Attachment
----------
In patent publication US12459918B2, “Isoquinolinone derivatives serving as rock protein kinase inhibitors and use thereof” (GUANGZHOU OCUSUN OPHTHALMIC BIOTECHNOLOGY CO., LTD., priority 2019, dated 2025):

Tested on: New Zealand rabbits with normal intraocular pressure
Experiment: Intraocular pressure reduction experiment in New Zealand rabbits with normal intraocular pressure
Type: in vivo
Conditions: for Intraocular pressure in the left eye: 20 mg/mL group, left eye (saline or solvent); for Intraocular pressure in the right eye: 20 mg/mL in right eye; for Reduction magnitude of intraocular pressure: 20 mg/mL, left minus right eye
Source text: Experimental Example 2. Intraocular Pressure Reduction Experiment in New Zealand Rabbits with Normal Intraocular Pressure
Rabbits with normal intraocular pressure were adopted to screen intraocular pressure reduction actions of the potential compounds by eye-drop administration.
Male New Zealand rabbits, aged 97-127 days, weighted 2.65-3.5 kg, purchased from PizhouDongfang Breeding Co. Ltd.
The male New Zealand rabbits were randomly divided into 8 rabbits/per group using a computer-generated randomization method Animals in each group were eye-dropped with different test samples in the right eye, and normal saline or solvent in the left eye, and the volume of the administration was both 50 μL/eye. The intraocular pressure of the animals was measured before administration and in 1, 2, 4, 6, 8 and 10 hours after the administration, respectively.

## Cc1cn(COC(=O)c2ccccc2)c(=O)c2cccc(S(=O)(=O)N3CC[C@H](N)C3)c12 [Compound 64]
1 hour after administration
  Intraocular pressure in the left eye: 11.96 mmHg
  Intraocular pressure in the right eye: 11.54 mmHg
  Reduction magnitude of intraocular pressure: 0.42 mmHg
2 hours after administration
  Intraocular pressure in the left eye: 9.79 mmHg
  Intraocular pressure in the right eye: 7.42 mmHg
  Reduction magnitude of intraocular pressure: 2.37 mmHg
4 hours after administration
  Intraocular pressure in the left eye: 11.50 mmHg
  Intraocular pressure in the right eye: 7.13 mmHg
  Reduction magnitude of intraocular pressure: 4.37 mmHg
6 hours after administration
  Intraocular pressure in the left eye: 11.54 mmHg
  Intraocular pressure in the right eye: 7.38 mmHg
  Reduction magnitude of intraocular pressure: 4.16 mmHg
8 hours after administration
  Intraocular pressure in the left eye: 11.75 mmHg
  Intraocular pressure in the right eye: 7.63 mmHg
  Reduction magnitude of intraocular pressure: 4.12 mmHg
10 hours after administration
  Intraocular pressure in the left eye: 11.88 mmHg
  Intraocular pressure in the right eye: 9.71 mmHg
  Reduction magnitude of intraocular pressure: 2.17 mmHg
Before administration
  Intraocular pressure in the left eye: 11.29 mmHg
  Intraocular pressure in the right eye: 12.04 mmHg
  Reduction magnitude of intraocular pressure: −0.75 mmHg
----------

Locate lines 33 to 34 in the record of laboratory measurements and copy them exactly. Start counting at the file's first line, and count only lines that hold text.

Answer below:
  Intraocular pressure in the right eye: 9.71 mmHg
  Reduction magnitude of intraocular pressure: 2.17 mmHg